Zakto further alleges that Twitter doesn’t have a comprehensive testing or development environment to test out new features and system upgrades before rolling them into live production software. As such, Zatko describes a situation in which engineers would work alongside live systems and “test live on commercial service, resulting in frequent service disruptions.” And the documents allege that half of Twitter employees have privileged access to live production systems and unattended user data to be able to catch any tampering, or track unwanted activity. Zatko’s complaint describes Twitter as having about 11,000 employees. Twitter says it now has about 7,000 employees.
Complaints claim that these poor privacy practices explain Twitter track record security incidents, data breaches and dangerous user account takeovers.
“We are reviewing published redacted statements,” Twitter CEO Parag Agrawal Written in a message to Twitter employees this morning. “We will pursue every avenue to protect our integrity as a company and set records.”
Twitter says that all employee computers are centrally managed, and that its IT department can force updates or impose access restrictions if updates aren’t installed. The company also said that before a computer can connect to production systems, it must pass a check to make sure its software is up to date and only employees with “business reasons”. business” can access the production environment for “specific purposes. “
Al Sutton, co-founder and chief technology officer of Snapp Automotive, was a software engineer for Twitter employees from August 2020 to February 2021. He noted in a tweet Tuesday that Twitter never remove him from the GitHub group staff can submit software changes to the company code management on the development platform. Sutton had access to private archives for 18 months after being fired from the company, and he post proof Twitter uses GitHub not only for open source work, but also for internal projects. About three hours after posting about access, Sutton report that it has been withdrawn.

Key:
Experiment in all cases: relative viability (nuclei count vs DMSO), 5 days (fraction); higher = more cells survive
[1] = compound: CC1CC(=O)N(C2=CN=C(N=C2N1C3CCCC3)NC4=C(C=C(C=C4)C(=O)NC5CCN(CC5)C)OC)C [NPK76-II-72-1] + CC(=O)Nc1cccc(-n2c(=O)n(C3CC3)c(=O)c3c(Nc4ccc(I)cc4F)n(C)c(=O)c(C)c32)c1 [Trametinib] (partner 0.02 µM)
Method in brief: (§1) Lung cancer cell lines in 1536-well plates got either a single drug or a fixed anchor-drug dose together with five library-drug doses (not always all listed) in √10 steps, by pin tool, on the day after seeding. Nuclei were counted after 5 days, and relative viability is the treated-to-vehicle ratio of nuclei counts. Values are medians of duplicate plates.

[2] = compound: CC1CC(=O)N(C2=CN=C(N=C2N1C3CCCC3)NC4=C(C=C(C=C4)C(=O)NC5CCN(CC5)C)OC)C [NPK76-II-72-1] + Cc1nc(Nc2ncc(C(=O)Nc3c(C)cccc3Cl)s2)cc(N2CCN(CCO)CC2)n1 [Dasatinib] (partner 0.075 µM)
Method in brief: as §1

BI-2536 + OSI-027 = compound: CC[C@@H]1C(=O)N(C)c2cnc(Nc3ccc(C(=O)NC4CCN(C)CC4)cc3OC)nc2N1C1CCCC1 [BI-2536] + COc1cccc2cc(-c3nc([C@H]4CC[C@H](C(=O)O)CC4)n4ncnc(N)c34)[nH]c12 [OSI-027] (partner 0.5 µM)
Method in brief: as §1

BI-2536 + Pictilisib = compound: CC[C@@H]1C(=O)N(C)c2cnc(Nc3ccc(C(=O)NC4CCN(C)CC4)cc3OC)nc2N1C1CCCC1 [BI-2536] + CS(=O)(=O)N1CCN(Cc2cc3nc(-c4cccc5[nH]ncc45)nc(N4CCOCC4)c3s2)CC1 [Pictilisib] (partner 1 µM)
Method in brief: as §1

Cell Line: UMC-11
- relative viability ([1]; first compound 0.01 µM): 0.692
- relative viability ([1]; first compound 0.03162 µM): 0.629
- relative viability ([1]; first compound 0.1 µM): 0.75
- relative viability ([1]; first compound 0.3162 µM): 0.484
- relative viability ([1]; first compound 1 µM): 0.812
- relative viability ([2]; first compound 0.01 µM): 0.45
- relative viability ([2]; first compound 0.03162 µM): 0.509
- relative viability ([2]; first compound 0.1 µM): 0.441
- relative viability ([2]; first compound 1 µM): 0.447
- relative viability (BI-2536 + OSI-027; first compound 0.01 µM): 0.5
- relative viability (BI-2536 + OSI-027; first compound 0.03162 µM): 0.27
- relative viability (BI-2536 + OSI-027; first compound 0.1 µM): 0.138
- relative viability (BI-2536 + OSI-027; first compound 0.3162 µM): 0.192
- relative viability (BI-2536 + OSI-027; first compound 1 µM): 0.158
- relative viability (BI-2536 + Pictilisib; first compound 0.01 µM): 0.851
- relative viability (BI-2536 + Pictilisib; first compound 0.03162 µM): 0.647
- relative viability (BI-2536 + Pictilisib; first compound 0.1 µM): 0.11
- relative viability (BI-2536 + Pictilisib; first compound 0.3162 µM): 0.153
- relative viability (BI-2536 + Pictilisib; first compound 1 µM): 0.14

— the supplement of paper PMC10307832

“I think Twitter is being pretty casual about Mudge’s claims, so I thought a verifiable example might be helpful to everyone,” he told WIRED. When asked if Zatko’s accusations were consistent with his experience working at Twitter, Sutton added, “I think the best thing to say here is that I have no reason to doubt it. his statements.”
Security researchers and engineers emphasize that while there are different ways to approach security in a production environment, there is a conceptual problem if employees have broad access to user data and the code is deployed without extensive logging. Some organizations take an approach that severely restricts access, while others use a combination of broader access and continuous monitoring, but either choice should be a conscious choice. in which a company invests heavily. For example, after the Chinese government violated Google in 2010, the Company went all with the previous approach.
“It’s not really unusual for companies to have a relatively liberal policy about allowing engineers access to production systems,” said Perry Metzger, managing partner at consulting firm Metzger. export, but when they do they are very strict about logging everything that is completed. Dowdeswell & Company. “Mudge has a top reputation, but let’s just say he’s completely incompetent. It was easy for them to provide technical details of the logging system they used to give the engineer access to the production system. But what Mudge is portraying is a culture where people would rather cover things up than fix them, and that’s a bit unsettling. “
Zatko and Whistleblower Aid, the nonprofit legal group representing him, said they sided with the documents released on Tuesday. Libby Liu, CEO of Whistleblower Aid, said: “Twitter has a tremendous influence on the lives of hundreds of millions of people around the world, and it has fundamental obligations to users and governments in keeping with it. provides a safe and secure platform.
For now, however, the allegations raise a series of serious concerns that seem unlikely to be quickly explained or fully resolved.